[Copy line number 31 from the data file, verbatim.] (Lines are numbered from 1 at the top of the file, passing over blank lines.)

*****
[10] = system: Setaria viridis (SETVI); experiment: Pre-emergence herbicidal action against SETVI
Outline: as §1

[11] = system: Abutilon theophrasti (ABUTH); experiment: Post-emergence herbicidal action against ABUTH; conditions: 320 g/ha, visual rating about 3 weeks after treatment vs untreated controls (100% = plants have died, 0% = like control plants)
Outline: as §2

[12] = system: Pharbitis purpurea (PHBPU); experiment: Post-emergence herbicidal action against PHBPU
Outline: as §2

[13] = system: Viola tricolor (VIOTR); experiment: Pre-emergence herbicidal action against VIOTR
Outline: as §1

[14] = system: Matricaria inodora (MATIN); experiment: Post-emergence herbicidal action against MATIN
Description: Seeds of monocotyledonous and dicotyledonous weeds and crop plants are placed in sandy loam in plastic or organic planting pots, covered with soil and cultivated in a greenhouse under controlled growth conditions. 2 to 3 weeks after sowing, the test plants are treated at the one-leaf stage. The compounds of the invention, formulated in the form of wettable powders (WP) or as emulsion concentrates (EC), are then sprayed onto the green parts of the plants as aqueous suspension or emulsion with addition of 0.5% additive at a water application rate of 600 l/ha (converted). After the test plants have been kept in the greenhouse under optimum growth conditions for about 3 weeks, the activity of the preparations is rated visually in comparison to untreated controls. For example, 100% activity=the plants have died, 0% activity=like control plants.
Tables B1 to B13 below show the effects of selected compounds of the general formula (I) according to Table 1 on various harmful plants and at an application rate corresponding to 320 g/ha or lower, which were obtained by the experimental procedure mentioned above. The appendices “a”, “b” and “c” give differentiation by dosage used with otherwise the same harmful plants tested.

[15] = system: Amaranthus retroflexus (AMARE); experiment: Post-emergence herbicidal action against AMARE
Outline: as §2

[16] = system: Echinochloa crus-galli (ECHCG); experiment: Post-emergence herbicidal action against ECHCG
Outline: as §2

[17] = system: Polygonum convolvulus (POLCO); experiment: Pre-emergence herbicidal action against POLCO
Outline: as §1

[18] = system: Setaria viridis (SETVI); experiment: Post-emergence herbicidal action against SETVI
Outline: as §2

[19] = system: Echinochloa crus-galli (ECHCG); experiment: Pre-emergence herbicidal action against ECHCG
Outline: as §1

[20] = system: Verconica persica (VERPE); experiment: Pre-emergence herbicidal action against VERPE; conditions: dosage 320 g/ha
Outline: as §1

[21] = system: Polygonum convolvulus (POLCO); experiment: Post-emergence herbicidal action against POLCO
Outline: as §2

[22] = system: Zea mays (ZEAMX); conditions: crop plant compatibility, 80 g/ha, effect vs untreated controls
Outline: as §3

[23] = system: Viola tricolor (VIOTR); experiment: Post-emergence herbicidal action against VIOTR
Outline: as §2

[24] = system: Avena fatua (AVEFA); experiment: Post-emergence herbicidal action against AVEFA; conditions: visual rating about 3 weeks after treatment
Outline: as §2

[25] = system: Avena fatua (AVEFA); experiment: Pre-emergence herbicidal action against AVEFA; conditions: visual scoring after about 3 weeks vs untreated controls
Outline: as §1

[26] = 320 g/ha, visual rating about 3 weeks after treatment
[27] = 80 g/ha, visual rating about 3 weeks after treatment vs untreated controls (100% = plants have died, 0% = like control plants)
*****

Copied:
Outline: as §2